Blinding colors, tuft of hair on the forehead, shirts with leather laces and a silver bolo tie, pointed-toe boots, especially in snakeskin, even better still if studded with rivets, leather jackets, jeans that will live forever, skin-tight pants, big collrs. It was the fashion of the rock’n’roll boys of the 1950s, used both by music stars and the Teddy Boys of England. From the early 1980s, the look has reemerged, revised, led by the American band the Stray Cats. The success of the revised look lasted for the entire decade of the 1990s.


Henry (1912-2002). French businessman. He began his career working in the steel business, and enjoyed great success. At the age of 65 he sold his company and focused on the Louis Vuitton company which was entrusted to his direction by the owners, who were related to him through marriage. He transformed the company from a small, elite, artisanal operation (producing trunks, bags bags and valigie) into a universal status symbol griffe. In the 1990s, the rising influence of the new partner Bernard Arnault obliged him to leave the Vuitton company. But he did not retire. He created the Orcofi group, which would in time become a new player in the luxury business. It purchased Lanvin, Philippe Model, Daum, and Andrelux and introduced the Inés de La Fressange griffe.
&Quad;2002. He died at the age of 90 of a heart attack, while traveling to Sardinia. He was survived by his wife and his twin daughters Caroline Bentz and Laurence Fontaine.

Rose Valois

French fashion house, founded in 1927 by the dressmaker of the same name, who had worked in the atelier of Caroline Reboux. A great art lover, Rose often took inspiration for her creations from the Impressionists and the various avant-garde artists of the early twentieth century.


Turinese furrier. Famous in the 1950s and 1960s. It was founded by Francesco Rivella, who was the owner of the Casino of Saint Vincent. He also founded a tannery, which allowed him to make profound innovations in the furrier’s art, introducing a significant fashion content to his creations. He would present his collections at SAMIA, the apparel fair of Turin. He was the first to dye beaver skins in fashionable colors. He was also the first to make massive use of advertising, forcing his competitors to adopt this strategy. This gave a strong kickstart to the sector. When Francesco Rivella died, his employees continued to run the company, but not for long.


More than a clothing piece, an element of style, especially in the world of cinema. It identifies typologies of men, situations, and emotions. In the collective imagery, it’s worn by action men: detective or gangsters. But it also appears on the arm of British and American gentlemen. It is often used to shroud the silhouettes of secretaries and starlets who, during the film, turn into stars and heroines. Its simplicity and plain character means it does not distract from the face of its wearer, even if buttoned right up or the collar is turned up, for example, on Humphrey Bogart in Casablanca and Gene Kelly in Singing in the Rain. But also Michèle Morgan, Audrey Hepburn, and Marilyn Monroe, who created a different type of woman when wearing a raincoat. It is also standard wear an entire gallery of policemen, detectives, and police chiefs: from Maigret to Inspector Clouseau, Kojak and, ironically, Columbo. The raincoat, a garment present in men’s and women’s wardrobes, was born towards the end of the 19th century. Like all clothing items, it follows the rules of fashion, and, though keeping its basic characteristics, it varies in width, length, materials, and colors according to the moment. Through the years it has become identified with particular brands and styles: Barbour, Burberry, gabardine, the trench-coat, Mackintosh, Ciré and K-Way.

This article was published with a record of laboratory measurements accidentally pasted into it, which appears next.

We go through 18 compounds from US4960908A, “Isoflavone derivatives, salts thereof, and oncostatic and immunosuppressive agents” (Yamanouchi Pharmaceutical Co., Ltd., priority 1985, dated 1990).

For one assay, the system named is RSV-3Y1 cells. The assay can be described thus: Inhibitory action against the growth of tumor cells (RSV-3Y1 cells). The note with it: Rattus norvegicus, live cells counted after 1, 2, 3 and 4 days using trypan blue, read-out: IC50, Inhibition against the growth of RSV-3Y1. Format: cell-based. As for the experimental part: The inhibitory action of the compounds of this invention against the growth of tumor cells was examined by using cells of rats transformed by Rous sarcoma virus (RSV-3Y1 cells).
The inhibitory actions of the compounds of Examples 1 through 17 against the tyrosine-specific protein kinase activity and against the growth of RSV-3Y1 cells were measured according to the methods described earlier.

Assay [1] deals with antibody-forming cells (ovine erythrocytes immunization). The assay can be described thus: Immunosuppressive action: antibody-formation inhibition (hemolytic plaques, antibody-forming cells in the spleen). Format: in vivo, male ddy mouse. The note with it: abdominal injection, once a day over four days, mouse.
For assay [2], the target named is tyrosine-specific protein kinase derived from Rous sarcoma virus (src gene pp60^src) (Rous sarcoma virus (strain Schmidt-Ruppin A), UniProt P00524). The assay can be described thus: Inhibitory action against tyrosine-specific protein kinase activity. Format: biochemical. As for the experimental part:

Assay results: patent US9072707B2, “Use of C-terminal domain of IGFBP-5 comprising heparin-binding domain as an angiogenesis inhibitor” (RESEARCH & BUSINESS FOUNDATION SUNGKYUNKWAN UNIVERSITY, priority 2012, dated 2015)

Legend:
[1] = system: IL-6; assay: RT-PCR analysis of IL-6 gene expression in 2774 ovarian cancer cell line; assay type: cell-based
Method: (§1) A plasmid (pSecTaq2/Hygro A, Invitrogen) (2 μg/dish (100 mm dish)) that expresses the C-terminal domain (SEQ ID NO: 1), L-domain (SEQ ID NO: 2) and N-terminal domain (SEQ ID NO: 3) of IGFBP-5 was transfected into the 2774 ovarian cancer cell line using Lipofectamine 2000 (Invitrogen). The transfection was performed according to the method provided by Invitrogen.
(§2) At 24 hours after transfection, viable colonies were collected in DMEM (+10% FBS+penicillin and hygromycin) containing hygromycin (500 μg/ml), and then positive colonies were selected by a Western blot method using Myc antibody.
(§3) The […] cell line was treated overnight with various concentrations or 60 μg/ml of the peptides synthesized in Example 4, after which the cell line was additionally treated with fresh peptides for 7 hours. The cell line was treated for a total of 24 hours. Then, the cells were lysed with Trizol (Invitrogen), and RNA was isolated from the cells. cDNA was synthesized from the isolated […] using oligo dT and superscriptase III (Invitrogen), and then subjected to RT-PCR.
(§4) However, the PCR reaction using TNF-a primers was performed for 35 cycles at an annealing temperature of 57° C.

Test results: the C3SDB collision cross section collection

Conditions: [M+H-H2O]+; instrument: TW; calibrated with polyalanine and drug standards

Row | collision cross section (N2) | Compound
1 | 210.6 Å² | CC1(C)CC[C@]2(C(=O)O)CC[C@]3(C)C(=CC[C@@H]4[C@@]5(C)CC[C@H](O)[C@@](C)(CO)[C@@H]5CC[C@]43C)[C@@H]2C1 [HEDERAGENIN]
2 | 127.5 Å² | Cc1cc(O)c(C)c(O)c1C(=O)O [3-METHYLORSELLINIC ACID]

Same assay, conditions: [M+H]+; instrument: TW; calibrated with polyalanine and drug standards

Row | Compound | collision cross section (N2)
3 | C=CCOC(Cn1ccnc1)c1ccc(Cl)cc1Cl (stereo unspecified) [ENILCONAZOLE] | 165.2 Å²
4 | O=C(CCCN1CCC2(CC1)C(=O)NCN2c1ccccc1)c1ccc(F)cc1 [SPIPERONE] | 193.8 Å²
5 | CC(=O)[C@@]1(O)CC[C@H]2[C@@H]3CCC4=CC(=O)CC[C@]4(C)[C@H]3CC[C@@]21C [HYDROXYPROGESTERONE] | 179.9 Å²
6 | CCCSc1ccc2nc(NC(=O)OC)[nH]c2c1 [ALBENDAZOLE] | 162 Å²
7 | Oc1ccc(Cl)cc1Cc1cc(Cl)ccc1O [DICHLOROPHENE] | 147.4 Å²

Amina. Neapolitan dressmaker. She had an atelier in Via dei Mille. She began her business in 1967. She was a master of knitwear, which she interpreted with a very colorful palette and an extremely meticulous approach to execution, a sartorial perfectionism that runs in her blood. In fact, she was a daughter and a sister of the profession. Her father Gennaro, known as Bebè, was one of Italy’s great men’s tailors. He had dressed King Umberto di Savoia (Humbert of Savoy), as well as Vittorio De Sica, Eduardo De Filippo, Curzio Malaparte. Her brother Mariano nobly continued the family tradition.


Alberto (1931). Italian photographer. In 1960 he moved to the United States, first to California and later to New York where he began to work with Harper’s Bazaar. From that time on, he published in Newsweek, Uomo Vogue, Mademoiselle, Domus and for the French, Italian, and American editions of Vogue. His dynamic style, profoundly influenced by the technique of collage, and by the powerful colors and the Op Art of the 1960s, characterized his work, both in his original still-lifes and in his fashion layouts. He worked for Bulgari, Chanel, Seiko, Saks Fifth Avenue, Bloomingdale’s, Max Factor, and Danskin. He showed his work in many exhibits, at the Metropolitan Museum in New York and at the Venice Biennale in 1981.